For those who weren’t kids or parents during the ’80s,
the Transformers are a race of robots from the planet Cybertron
who assume the shape of everyday mechanical objects to hide in plain
sight while continuing their ancient feud on earth. The benevolent
Autobots are led by goodie-two-shoes Optimus Prime (Cullen),
who is the sworn enemy of Megatron (Weaving) and
the evil Decepticons.
The robots (when clearly displayed) are amazing, truly the very
definition of the word spectacle. In jaw-dropping cinema moments,
only the first unveiling of the dinosaurs in (Executive Producer)
Steven Spielberg’s Jurassic Park
comes close. After seeing them transform it was entirely believable
that any piece of machinery might in fact be a robot in disguise.
Unlike Spielberg, who let us gaze in awe at his digital creations,
Michael Bay is fueled by an ADHD editing style
and just can’t wait to show robots blowing stuff up RIGHT
NOW! Michael Bay is the real star of Transformers without any doubt.
His presence in the director’s chair overshadows everything
else, even the mighty Optimus Prime. Every frame of film carries
his signature, and that’s not really a bad thing. A movie
about giant robots fighting is well served by Bay’s appetite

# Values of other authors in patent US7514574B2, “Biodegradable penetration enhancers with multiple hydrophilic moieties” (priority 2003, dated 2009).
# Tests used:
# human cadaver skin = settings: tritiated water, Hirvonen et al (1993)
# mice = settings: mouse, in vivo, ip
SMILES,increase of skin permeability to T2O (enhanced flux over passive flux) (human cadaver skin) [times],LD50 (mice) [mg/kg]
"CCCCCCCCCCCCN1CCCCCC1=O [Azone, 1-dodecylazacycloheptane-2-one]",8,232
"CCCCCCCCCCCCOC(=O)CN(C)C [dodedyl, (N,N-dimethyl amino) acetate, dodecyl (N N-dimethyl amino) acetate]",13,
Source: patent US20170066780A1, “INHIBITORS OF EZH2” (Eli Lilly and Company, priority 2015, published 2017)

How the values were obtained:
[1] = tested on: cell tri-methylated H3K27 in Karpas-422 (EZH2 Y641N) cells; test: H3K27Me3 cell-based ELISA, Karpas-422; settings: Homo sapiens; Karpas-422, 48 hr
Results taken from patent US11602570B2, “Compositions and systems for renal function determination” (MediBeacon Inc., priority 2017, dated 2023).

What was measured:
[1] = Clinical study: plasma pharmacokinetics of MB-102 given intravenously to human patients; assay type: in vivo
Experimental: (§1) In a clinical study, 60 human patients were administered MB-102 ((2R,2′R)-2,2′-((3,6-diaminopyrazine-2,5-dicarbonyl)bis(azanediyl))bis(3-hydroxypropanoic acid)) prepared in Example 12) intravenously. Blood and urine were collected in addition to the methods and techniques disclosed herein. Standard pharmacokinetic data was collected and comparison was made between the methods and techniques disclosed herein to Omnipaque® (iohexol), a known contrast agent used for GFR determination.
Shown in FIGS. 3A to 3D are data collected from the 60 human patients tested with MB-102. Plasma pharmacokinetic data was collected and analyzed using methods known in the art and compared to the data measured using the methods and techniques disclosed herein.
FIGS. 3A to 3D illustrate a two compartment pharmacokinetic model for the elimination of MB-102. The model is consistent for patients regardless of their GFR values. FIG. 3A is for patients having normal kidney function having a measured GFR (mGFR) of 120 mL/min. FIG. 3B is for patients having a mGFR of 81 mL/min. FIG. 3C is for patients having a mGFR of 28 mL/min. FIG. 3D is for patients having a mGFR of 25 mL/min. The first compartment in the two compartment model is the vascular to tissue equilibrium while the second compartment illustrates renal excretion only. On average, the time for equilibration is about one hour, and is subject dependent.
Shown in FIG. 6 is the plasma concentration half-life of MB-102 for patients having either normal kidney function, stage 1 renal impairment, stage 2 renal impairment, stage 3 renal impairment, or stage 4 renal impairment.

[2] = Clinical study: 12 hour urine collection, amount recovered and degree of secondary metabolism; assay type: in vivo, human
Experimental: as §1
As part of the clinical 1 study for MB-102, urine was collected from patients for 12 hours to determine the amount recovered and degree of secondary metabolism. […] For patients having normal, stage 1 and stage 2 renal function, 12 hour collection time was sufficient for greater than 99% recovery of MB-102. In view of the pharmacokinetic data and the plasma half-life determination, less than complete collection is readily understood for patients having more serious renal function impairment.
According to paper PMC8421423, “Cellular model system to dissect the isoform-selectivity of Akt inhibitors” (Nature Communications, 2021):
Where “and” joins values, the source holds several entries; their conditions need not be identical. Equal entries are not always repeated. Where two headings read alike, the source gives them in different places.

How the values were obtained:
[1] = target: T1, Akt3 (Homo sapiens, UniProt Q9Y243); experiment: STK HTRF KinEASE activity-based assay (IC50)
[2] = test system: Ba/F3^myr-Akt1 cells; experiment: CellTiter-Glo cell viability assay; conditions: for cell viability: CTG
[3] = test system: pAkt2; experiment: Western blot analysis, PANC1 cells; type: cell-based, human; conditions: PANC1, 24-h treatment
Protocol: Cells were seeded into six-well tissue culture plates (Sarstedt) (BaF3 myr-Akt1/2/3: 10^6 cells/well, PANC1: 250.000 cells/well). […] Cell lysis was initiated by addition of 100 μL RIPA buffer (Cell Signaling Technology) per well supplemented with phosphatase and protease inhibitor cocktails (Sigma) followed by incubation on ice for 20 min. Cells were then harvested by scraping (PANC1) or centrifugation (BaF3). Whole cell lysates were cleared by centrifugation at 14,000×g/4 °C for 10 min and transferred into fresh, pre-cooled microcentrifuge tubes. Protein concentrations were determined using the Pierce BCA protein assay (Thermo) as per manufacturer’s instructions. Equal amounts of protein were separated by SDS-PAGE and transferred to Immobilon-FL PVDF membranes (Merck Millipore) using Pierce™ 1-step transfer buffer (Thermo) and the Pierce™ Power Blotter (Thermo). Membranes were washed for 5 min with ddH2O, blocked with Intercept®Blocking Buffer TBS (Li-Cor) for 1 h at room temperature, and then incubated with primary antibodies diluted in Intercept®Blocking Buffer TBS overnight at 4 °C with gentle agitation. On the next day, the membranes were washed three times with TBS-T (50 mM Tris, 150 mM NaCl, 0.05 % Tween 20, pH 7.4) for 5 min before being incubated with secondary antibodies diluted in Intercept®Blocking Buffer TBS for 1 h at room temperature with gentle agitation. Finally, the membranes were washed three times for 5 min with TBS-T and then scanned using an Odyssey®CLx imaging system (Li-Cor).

Many with fond memories of the Transformers animated show fear
that Bay, like George Lucas before him, will crassly
defile their childhood in pursuit of a few million dollars. Transformers
does feel like an advertisement, but not for the toys like the original
series. Here the products for sale are General Motors vehicles (The
Camaro that Bumblebee transforms into won’t be for sale until
2009!) and military hardware (not available for sale in the U.S.
at this time). It’s cool to have full military cooperation,
but the film lags with too many shots of fighter crews scrambling
to their jets or helicopters flying out of the sun.
With all this heavy hardware the movie scarcely has space for
any flesh and blood. Nonetheless it tries to fit three plotlines
into its overlong running time. The only one of any interest is
about young Sam Witwicky (LaBeouf) and the sporty
yellow Camaro he uses to pursue high school hottie Mikaela (Fox).
During non-robot moments LaBeouf’s performance injects humor
to prevent the film from dragging. The other stories merely take
up space that could be better occupied by butt-kicking robots.
The flaws in Transformers are trivial in comparison to
what it delivers. Watching it was seeing into the mind of a child
imagining a fight between Autobots and Decepticons. When the robots
were on screen the illusion of the movie was unbreakable and the
rapture of the audience was complete. If you were a kid during the
’80s or are a child right now don’t hesitate, rush to
theater with the knowledge that in Michael Bay’s hands this
piece of your childhood is waiting for you just like you remember